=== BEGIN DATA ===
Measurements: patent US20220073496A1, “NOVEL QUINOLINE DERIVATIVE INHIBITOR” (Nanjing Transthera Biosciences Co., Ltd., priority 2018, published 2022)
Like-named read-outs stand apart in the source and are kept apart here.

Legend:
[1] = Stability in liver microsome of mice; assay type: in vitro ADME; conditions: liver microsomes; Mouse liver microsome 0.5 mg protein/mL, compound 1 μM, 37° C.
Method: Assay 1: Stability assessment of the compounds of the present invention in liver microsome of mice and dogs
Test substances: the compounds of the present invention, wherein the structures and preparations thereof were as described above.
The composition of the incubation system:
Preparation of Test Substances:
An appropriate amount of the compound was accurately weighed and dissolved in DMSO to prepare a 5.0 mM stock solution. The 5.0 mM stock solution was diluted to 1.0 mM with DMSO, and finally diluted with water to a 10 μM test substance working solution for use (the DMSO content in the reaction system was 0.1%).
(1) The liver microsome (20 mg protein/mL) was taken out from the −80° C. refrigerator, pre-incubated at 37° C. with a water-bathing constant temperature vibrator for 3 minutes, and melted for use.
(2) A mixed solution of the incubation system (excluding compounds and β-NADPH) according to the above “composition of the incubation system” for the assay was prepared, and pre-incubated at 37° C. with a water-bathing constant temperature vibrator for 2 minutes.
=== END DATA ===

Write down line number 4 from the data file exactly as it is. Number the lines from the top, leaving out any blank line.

[1] = Stability in liver microsome of mice; assay type: in vitro ADME; conditions: liver microsomes; Mouse liver microsome 0.5 mg protein/mL, compound 1 μM, 37° C.